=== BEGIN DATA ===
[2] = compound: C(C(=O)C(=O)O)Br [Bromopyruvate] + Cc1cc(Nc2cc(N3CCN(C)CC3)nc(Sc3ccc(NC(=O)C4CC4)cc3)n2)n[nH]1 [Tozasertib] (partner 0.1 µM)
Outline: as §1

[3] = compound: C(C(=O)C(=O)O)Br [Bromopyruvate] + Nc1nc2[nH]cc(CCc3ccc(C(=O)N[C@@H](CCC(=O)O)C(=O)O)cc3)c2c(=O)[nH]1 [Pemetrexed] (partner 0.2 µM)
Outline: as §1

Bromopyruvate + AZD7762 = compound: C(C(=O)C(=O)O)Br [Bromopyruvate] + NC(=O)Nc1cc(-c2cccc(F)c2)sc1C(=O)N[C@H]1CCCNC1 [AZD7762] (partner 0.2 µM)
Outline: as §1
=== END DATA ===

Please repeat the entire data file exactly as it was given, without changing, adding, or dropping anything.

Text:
[2] = compound: C(C(=O)C(=O)O)Br [Bromopyruvate] + Cc1cc(Nc2cc(N3CCN(C)CC3)nc(Sc3ccc(NC(=O)C4CC4)cc3)n2)n[nH]1 [Tozasertib] (partner 0.1 µM)
Outline: as §1

[3] = compound: C(C(=O)C(=O)O)Br [Bromopyruvate] + Nc1nc2[nH]cc(CCc3ccc(C(=O)N[C@@H](CCC(=O)O)C(=O)O)cc3)c2c(=O)[nH]1 [Pemetrexed] (partner 0.2 µM)
Outline: as §1

Bromopyruvate + AZD7762 = compound: C(C(=O)C(=O)O)Br [Bromopyruvate] + NC(=O)Nc1cc(-c2cccc(F)c2)sc1C(=O)N[C@H]1CCCNC1 [AZD7762] (partner 0.2 µM)
Outline: as §1